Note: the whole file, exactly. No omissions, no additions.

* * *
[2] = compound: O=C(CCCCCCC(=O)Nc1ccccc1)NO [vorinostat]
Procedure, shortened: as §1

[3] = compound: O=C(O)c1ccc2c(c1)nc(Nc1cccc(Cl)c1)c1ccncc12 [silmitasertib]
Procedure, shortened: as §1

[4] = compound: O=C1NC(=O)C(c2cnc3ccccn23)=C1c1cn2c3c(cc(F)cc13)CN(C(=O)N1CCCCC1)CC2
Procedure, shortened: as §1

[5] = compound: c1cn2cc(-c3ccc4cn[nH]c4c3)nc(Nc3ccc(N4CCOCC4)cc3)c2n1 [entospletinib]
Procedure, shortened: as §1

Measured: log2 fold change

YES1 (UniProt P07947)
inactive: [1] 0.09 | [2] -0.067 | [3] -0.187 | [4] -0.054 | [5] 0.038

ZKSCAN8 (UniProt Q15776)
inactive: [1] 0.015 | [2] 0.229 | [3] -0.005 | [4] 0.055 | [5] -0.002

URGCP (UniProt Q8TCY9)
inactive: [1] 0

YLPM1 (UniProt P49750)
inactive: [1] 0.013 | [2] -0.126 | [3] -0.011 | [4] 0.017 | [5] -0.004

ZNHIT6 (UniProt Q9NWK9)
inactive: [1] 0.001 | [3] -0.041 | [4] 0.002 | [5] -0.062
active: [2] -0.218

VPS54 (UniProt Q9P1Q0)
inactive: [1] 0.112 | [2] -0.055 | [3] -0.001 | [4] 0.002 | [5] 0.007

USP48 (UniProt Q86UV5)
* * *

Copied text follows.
[2] = compound: O=C(CCCCCCC(=O)Nc1ccccc1)NO [vorinostat]
Procedure, shortened: as §1

[3] = compound: O=C(O)c1ccc2c(c1)nc(Nc1cccc(Cl)c1)c1ccncc12 [silmitasertib]
Procedure, shortened: as §1

[4] = compound: O=C1NC(=O)C(c2cnc3ccccn23)=C1c1cn2c3c(cc(F)cc13)CN(C(=O)N1CCCCC1)CC2
Procedure, shortened: as §1

[5] = compound: c1cn2cc(-c3ccc4cn[nH]c4c3)nc(Nc3ccc(N4CCOCC4)cc3)c2n1 [entospletinib]
Procedure, shortened: as §1

Measured: log2 fold change

YES1 (UniProt P07947)
inactive: [1] 0.09 | [2] -0.067 | [3] -0.187 | [4] -0.054 | [5] 0.038

ZKSCAN8 (UniProt Q15776)
inactive: [1] 0.015 | [2] 0.229 | [3] -0.005 | [4] 0.055 | [5] -0.002

URGCP (UniProt Q8TCY9)
inactive: [1] 0

YLPM1 (UniProt P49750)
inactive: [1] 0.013 | [2] -0.126 | [3] -0.011 | [4] 0.017 | [5] -0.004

ZNHIT6 (UniProt Q9NWK9)
inactive: [1] 0.001 | [3] -0.041 | [4] 0.002 | [5] -0.062
active: [2] -0.218

VPS54 (UniProt Q9P1Q0)
inactive: [1] 0.112 | [2] -0.055 | [3] -0.001 | [4] 0.002 | [5] 0.007

USP48 (UniProt Q86UV5)